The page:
OSHA’s New Proposed Rule on Beryllium: What You Should Know
OSHA has issued a proposed rule to revise the beryllium standard for general industry. The rule, published in the Federal Register on December 11, 2018, seeks to clarify the standard and simplify and improve compliance for employers.
Let’s take a closer look at the proposed rule and its potential impact on your business.
Beryllium is a strong, lightweight metal commonly used in the manufacture of electronic components, and in structural alloys for the defense and aerospace industries. Overexposure to the metal can cause serious health risks, including incurable chronic beryllium disease (CBD) and lung cancer. OSHA estimates that 62,000 workers are exposed to beryllium each year, and has projected that the updated regulations will save 90 lives from beryllium-related disease and prevent 46 new cases of CBD each year.
To better protect workers from beryllium exposures, OSHA published a final rule on Occupational Exposure to Beryllium and Beryllium Compounds in 2017, with separate standards for general industry, shipyards and construction.
Most notably, the 2017 rule establishes a new permissible exposure limit (PEL) of 0.2 micrograms of beryllium per cubic meter of air (µg/m3), measured as an 8-hour time-weighted average (TWA) concentration. The rule also establishes an Action Level (AL) of 0.1 µg/m3and a short-term exposure limit (STEL) of 2.0 µg/m3as measured over a 15-minute sampling period. The rule mandates that employers must use engineering and work practice controls to reduce airborne concentrations of beryllium to levels below the PEL and STEL.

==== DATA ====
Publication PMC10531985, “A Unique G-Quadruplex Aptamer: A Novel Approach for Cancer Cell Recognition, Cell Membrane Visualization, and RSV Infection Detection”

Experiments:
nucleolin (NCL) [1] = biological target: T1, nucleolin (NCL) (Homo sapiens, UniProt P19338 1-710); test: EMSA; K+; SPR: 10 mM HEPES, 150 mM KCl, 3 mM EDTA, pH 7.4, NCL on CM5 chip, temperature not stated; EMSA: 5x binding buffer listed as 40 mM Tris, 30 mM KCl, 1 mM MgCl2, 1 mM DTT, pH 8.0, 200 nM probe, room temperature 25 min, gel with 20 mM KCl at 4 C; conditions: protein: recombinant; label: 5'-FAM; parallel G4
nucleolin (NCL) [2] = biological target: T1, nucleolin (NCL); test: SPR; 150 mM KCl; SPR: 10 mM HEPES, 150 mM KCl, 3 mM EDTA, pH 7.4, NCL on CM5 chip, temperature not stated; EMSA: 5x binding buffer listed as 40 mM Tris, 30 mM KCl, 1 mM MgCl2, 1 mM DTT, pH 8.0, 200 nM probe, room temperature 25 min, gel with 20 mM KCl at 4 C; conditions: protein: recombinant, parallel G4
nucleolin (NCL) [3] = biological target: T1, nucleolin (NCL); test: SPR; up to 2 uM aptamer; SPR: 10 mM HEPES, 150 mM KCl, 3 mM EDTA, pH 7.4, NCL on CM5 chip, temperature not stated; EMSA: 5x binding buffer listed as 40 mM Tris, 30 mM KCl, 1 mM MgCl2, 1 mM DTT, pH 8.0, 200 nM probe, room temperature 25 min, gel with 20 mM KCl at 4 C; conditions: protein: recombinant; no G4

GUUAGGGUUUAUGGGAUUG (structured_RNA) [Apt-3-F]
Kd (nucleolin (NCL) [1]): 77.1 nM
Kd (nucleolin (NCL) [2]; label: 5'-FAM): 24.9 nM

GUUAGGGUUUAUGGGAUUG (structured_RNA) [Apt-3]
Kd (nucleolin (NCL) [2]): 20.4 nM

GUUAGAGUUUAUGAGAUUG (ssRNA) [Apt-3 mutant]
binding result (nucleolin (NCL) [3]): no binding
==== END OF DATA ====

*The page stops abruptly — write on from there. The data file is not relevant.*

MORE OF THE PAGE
The rule includes other provisions to protect employees from beryllium exposure, including requirements for employers to limit access to high-exposure areas, provide respiratory protection to workers when necessary, develop and implement written exposure control plans, and provide workers with training. The rule also requires employers to offer free medical examinations to workers under certain conditions, including exposures above the AL for 30 days in one year, signs of symptoms of CBD, or recommendations for medical surveillance by a physician or other licensed health care professional (PLHCP).
Following OSHA’s publication of the 2017 rule, stakeholders raised concerns with the definition of a “beryllium work area” which was defined by the 2017 rule as “any work area containing a process or operation that can release beryllium where employees are, or can reasonably be expected to be, exposed to beryllium at any level or where there is the potential for dermal contact with beryllium.” Opponents of these provisions maintained this broad definition could be interpreted to apply to areas containing only trace levels of beryllium.
In response to these criticisms, OSHA signed a settlement agreement in April 2018 with petitioners in which the agency resolved to take a number of actions to clarify and improve the beryllium standard. OSHA has since already taken many of these measures, including delaying the compliance date for some requirements until December 12, 2018, and publication of a direct final rule (DFR) in May 2018 to clarify the beryllium standard.